It’s that time of the year when the eagles are taking turns sitting on the newly-laid eggs in their nest. This lucky pair has a perfect view overlooking life along the Mississippi River.
On flooded land near the levee we also spotted a Pied-billed Grebe, some American Coots, and a Great Blue Heron.
“I sat there and forgot and forgot, until what remained was the river that went by and I who watched …” ~Norman Mcclean
These photos of an immature Dickcissel were taken back in May along the Mississippi levee road. Though hard to see, the bird has a small, green insect in its beak.
“Youth ages, immaturity is outgrown, ignorance can be educated … but stupid lasts forever.” ~Aristophanes
We were excited to see a young eaglet sitting on the edge of a nest in a tree along the Mississippi River. A second eaglet could be seen lower in the nest, stretching its wings. Eventually one of the parents came back to the tree and sat in the shadow of a branch above them, dutifully keeping watch before settling back into the nest.
“I long to accomplish a great and noble task, but it is my chief duty to accomplish small tasks as if they were great and noble.” ~ Helen Keller
This white pelican looked very comfortable sitting quietly with his two turtle friends on a log along the levee.
“The best kind of friend is the kind you sit with, never say a word and walk away feeling like it was the best conversation you ever had.” ~Steven Wright
At this time of year, a drive around the flooded fields and woods surrounding the Mississippi levee never disappoints. It offers an opportunity to observe a variety of waterfowl and small birds.
“Birds are the most popular group in the animal kingdom. We feed them and tame them and think we know them. And yet they inhabit a world which is really rather mysterious.” ~David Attenborough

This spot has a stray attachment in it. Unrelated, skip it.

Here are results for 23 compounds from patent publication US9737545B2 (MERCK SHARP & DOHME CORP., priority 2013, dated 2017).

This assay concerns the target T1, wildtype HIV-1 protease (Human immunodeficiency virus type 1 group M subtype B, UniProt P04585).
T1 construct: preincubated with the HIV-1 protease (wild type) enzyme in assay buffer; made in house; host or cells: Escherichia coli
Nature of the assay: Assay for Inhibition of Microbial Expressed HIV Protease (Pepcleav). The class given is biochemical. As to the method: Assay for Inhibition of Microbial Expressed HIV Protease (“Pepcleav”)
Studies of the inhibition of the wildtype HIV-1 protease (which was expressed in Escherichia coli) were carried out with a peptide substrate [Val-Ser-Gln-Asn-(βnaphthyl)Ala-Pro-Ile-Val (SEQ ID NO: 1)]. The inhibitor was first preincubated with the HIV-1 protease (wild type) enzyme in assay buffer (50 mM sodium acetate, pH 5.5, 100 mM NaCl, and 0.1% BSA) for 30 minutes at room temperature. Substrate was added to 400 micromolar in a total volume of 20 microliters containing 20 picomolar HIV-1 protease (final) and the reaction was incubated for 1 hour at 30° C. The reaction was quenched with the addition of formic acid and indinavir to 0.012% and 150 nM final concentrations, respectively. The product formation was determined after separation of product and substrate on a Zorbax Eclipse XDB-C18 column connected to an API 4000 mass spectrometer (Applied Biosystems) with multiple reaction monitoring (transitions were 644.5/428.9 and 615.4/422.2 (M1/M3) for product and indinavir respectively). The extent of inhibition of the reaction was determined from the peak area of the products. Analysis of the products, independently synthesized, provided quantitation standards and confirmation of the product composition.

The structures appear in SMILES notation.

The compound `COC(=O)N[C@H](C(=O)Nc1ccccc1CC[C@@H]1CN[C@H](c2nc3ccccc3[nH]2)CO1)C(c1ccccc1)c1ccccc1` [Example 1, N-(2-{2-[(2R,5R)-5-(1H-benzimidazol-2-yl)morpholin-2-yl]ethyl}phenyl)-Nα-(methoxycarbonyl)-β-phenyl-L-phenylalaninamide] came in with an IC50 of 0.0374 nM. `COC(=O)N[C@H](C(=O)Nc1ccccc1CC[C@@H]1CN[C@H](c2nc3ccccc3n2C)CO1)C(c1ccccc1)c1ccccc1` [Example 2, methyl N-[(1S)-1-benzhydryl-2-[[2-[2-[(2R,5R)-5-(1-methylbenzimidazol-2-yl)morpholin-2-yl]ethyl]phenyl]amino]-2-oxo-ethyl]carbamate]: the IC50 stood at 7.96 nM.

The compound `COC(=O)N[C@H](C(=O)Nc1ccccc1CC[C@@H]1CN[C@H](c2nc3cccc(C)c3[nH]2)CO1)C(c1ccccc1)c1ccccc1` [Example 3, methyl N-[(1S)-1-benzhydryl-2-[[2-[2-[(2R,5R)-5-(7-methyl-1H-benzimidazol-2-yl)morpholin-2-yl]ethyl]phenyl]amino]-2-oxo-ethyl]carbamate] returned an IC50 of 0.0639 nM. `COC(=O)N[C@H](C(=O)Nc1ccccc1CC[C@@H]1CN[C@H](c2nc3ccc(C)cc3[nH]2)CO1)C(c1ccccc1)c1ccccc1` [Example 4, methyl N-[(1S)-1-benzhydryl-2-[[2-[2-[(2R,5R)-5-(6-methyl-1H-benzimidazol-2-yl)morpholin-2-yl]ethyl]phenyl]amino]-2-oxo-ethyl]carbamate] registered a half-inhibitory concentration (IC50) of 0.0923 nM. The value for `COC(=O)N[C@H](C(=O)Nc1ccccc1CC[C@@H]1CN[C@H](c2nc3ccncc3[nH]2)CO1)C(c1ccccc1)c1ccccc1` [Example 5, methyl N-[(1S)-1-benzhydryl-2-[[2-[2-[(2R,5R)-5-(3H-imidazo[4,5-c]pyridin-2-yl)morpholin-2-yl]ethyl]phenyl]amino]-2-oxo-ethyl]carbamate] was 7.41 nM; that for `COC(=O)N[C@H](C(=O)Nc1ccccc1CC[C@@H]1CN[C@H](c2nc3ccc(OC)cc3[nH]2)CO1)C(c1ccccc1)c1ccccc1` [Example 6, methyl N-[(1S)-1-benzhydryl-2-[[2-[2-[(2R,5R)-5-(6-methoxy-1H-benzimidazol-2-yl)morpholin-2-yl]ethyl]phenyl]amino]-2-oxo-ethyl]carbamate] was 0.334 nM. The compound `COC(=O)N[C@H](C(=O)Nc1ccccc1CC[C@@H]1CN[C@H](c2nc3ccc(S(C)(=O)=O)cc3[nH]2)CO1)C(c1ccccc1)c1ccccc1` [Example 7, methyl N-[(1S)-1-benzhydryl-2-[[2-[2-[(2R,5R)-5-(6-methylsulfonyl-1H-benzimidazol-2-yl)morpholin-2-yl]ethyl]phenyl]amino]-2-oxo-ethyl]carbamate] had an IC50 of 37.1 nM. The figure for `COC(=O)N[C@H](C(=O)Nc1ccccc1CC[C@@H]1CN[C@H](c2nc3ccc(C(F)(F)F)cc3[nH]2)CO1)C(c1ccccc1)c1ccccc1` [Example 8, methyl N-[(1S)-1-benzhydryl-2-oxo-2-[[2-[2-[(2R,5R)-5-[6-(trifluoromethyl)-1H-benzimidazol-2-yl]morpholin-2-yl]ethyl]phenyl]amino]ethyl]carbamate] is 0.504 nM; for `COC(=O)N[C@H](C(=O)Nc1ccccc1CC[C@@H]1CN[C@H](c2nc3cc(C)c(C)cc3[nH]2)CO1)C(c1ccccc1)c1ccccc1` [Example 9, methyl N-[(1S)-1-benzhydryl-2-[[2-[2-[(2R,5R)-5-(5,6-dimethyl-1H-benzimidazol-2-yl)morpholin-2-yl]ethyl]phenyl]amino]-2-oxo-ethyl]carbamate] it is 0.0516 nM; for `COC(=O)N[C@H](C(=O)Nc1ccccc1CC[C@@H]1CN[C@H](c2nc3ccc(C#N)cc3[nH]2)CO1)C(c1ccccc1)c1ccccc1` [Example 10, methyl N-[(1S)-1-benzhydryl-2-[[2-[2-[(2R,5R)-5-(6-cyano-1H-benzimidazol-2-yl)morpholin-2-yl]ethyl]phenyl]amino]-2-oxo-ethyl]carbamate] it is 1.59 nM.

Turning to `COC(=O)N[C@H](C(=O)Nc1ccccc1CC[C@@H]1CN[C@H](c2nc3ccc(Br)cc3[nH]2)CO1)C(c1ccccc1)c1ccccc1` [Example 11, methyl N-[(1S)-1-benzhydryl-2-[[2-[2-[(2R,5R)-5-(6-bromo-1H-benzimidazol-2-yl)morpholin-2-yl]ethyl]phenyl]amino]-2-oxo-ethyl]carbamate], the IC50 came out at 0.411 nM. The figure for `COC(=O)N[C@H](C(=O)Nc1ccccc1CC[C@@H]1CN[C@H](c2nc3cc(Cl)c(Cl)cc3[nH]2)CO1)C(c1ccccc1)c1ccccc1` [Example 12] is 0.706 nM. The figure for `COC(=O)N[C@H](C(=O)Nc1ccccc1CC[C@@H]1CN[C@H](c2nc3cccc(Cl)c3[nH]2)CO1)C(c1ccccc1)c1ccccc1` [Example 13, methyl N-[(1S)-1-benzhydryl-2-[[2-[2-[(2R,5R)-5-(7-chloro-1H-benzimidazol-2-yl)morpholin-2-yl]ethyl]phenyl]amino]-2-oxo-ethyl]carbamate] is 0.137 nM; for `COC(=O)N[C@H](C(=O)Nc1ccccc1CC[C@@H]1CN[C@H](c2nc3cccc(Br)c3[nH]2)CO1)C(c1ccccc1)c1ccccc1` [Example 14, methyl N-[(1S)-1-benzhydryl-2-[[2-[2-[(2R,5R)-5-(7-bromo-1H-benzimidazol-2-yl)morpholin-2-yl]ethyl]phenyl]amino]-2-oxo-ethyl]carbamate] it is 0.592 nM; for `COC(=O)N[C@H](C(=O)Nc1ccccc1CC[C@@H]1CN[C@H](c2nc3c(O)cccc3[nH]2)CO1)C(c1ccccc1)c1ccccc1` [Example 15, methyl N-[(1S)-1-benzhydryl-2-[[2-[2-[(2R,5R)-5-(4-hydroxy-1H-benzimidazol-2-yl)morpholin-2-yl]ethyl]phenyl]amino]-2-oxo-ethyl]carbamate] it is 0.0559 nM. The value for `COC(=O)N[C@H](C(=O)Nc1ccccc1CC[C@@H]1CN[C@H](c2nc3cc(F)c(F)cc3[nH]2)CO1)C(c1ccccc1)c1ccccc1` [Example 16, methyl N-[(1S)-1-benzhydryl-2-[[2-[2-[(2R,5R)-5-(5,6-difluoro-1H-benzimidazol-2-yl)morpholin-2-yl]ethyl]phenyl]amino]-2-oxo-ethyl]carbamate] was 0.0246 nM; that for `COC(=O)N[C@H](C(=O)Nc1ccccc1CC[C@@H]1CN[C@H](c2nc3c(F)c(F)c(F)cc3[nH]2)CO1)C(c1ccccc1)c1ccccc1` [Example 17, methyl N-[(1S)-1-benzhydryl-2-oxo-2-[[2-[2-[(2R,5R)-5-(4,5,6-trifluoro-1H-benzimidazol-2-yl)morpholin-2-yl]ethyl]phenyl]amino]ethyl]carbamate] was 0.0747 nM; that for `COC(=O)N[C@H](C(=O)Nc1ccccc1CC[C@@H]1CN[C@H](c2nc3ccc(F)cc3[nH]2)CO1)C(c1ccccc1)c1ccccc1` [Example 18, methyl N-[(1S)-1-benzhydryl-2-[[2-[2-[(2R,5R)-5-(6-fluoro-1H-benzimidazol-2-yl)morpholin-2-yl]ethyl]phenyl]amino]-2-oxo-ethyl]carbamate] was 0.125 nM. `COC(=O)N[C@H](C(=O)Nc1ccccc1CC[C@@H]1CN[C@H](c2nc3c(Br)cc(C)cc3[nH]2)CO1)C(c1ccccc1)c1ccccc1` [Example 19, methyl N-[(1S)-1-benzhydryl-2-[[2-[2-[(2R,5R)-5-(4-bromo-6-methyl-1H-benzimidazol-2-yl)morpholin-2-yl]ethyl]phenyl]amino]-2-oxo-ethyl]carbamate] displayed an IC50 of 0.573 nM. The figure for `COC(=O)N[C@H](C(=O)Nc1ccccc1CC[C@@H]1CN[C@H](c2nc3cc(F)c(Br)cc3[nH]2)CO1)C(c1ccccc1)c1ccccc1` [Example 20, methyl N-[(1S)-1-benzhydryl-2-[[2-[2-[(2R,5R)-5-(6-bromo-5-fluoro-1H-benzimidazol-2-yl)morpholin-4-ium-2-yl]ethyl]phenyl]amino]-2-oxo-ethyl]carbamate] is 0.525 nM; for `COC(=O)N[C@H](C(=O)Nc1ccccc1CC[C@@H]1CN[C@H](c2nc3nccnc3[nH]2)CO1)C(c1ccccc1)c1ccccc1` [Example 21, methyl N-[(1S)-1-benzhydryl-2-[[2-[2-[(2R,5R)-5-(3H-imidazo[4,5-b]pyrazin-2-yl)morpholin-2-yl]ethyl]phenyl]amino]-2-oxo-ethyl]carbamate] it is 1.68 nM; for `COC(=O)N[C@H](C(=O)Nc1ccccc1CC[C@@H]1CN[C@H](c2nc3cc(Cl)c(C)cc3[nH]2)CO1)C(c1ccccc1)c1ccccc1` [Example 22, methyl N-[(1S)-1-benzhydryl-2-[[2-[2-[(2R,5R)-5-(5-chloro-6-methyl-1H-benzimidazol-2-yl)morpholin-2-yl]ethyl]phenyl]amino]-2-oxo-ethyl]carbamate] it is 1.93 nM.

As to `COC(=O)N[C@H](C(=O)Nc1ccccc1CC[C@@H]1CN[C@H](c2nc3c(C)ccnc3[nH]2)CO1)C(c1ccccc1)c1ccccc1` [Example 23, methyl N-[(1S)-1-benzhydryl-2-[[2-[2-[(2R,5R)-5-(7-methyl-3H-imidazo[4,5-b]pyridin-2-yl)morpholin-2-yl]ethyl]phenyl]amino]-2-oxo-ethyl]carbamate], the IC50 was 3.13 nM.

Flying among the tall grass along the levee were the red-winged blackbirds. Stopping to perch atop tall stems, the male, with his bright shoulder patches, would occasionally puff up his wings and belt out a loud song.
The female, the less showy of the two with her streaked brown feathers, was quieter and more likely to be overlooked.
“Blackbirds are the cellos of the deep farms.” ~Anne Stevenson
The landscape along the Mississippi levee was ablaze with the beautiful, vibrant colors of a variety of wildflowers this past weekend. No matter which direction you looked, the scenery was breathtaking.
“Spring is a whimsical wanderer, blooming beauty along her path”. ~Angie Weiland-Crosby
An eagle dutifully sitting in a nest along the Mississippi levee.
“Dedication is the hours we put in when nobody’s watching.” ~Unknown
On a recent trip to the Reelfoot area, we were able to spot several eagles. The first one we saw was sitting on a log out in the lake. It was keeping an eye on a flock of ducks that was swimming nearby.
Then we drove to the Mississippi levee and saw an eagle sitting in a tree near a large nest.
Further on down the levee, we spotted two eagles sitting in the same tree. One was near the top of the tree and the other was more concealed, sitting on a lower branch.
No matter how many times you see them, it is always a joy to observe these beautiful birds.
“We live in a beautiful and wonderful world … and the more you know about it the wiser and the better you will be.” ~Louisa May Alcott
On one of our recent drives along the Mississippi levee, we came upon what appeared at first to be a tranquil scene. A colony of great egrets, intermixed with a few graceful geese and a great blue heron, was foraging in the shallow water of a flooded farm field. We sat and watched the peaceful scene for some time. Then we spotted it. Sitting on the far shore of the water was a bald eagle, obviously hoping to intimidate and pick off a weaker bird. After further observation, we spotted a younger eagle sitting high atop a nearby tree. It was intently keeping a watchful eye over the adult’s progress and encouraging it on. What had appeared to be a predator in search of small fish or frogs, also turned out to be the potential prey — a hopeful meal for some hungry eagles. Such is the drama of nature.
“The art of simplicity is a puzzle of complexity.” ~Douglas Horton